bronchiole

(redirected from Respiratory bronchioles)
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Related to Respiratory bronchioles: Alveolar ducts

bronchiole

any of the smallest bronchial tubes, usually ending in alveoli

bronchiole

[′bräŋ·kē‚ōl]
(anatomy)
A small, thin-walled branch of a bronchus, usually terminating in alveoli.
References in periodicals archive ?
2] injures the respiratory tract and has its greatest effect upon respiratory bronchioles (Chauhan et al.
29,100-126) The term diffuse panbronchiolitis refers to its distribution in both lungs (diffuse) and the inflammatory involvement of all layers of the wall or respiratory bronchioles (pan).
Variably extensive and variably severe inflammatory and fibrotic changes caused by tobacco smoke that are found in the terminal bronchioles and respiratory bronchioles are termed, respectively, membranous bronchiolitis and respiratory bronchiolitis.
A morphologic grading scheme for membranous and respiratory bronchioles.
1) The CAP criteria require "discrete foci of fibrosis in the walls of respiratory bronchioles associated with accumulations of asbestos bodies in histological sections.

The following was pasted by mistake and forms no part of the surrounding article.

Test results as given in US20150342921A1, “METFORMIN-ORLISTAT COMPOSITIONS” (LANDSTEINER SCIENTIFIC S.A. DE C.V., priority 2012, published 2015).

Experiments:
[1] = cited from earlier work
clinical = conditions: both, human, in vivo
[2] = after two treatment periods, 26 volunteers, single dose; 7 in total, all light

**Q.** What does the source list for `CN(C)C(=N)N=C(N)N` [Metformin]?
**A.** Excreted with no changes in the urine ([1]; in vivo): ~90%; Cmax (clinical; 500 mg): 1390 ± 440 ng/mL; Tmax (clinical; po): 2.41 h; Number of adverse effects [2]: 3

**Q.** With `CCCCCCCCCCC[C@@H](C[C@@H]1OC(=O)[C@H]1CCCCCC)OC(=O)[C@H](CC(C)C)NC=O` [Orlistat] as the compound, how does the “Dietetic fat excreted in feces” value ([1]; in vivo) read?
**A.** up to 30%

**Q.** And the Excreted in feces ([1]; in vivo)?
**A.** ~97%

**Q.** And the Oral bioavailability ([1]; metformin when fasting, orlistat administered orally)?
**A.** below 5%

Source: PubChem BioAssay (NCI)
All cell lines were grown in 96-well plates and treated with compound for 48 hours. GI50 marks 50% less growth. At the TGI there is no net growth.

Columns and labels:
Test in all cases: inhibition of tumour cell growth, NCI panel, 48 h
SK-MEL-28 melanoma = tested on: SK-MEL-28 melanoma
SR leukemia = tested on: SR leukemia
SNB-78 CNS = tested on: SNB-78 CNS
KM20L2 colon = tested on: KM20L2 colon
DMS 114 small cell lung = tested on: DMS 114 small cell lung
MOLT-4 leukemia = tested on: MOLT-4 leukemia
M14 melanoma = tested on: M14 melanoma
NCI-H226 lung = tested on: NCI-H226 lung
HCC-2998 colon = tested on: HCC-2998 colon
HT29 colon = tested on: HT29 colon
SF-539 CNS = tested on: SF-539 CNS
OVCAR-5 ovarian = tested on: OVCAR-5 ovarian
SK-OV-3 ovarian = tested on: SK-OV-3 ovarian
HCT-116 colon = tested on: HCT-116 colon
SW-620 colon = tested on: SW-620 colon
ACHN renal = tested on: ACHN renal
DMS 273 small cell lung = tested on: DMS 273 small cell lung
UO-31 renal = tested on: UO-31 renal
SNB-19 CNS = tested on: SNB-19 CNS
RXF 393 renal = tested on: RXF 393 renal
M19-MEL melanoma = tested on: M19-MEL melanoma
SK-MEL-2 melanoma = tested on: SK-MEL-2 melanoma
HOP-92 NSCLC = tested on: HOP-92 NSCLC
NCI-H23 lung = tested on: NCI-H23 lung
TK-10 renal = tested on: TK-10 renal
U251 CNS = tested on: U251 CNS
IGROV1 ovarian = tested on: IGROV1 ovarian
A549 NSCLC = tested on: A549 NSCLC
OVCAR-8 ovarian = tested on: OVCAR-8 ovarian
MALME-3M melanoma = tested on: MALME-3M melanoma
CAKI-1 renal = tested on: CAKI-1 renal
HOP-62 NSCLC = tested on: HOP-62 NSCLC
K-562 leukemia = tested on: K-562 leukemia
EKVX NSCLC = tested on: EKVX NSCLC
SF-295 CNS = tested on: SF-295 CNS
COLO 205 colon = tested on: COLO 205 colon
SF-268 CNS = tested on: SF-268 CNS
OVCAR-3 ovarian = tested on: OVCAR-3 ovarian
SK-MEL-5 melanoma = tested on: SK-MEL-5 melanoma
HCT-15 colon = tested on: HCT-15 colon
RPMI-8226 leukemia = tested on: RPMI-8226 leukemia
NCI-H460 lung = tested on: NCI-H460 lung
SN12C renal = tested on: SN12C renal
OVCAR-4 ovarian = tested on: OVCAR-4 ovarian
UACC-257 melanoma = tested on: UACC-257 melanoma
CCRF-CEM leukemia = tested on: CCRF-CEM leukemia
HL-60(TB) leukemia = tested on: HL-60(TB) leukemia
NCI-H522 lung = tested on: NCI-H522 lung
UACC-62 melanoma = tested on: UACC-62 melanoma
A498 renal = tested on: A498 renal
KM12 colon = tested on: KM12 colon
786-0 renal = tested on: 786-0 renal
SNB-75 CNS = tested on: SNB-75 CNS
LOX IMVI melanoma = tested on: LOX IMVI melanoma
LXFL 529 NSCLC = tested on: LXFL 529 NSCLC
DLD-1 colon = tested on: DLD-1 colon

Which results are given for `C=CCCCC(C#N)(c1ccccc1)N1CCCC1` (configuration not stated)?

Intriguingly, these vessels reside in proximity to the respiratory bronchioles, where the conducting zone, or anatomic dead space, transitions into the gas exchange region.
Species with branching respiratory bronchioles between the terminal bronchiole and alveolar ducts have more complex acini.
In the original article of Myers et al, (1) the major pathologic finding was the presence of RB: clusters of slightly golden colored alveolar macrophages ("smoker's macrophages") in the lumens of respiratory bronchioles, alveolar ducts, and in the surrounding alveoli.
The 19th, 20th, and 21st are called respiratory bronchioles and are different from preceding bronchioles in that their epithelium changes form pseudostratified ciliated columnar to squamus, nonciliated.
In contrast, terminal and respiratory bronchioles arising from each pathway revealed varying degrees of wall thickening and remodeling.
The stellate lesions are small, discrete, and centered around respiratory bronchioles and adjacent small arteries, with intervening uninvolved lung parenchyma present.
We also describe the surprising finding of fibrotic lesions of the large bronchi, which is usually restricted to membranous and respiratory bronchioles, in the context of chronic rejection with OB.